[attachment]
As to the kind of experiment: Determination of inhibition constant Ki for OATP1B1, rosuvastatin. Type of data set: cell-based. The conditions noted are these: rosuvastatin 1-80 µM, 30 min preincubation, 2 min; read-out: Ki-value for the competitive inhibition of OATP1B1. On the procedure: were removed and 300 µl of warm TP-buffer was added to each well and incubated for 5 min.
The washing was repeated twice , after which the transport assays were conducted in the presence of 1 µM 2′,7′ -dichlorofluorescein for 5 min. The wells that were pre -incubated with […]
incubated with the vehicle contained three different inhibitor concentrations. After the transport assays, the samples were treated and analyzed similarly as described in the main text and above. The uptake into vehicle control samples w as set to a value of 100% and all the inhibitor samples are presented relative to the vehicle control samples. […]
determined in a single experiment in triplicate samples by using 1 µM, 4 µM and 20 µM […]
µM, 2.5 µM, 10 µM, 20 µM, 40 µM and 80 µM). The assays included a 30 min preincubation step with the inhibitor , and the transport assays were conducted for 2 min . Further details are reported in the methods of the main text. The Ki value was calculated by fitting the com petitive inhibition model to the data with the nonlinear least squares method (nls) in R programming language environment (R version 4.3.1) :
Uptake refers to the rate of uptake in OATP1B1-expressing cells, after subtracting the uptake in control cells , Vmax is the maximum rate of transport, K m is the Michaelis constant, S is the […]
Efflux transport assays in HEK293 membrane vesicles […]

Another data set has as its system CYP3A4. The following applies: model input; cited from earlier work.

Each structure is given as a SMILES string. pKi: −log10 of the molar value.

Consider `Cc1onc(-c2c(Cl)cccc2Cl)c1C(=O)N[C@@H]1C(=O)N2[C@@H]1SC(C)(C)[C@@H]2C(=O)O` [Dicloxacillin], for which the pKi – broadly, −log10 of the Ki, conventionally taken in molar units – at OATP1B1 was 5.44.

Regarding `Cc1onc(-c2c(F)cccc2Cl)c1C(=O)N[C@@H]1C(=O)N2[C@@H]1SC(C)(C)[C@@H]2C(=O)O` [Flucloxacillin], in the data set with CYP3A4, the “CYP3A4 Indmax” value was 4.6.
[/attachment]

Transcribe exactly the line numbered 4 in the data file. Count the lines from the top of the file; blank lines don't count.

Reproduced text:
determined in a single experiment in triplicate samples by using 1 µM, 4 µM and 20 µM […]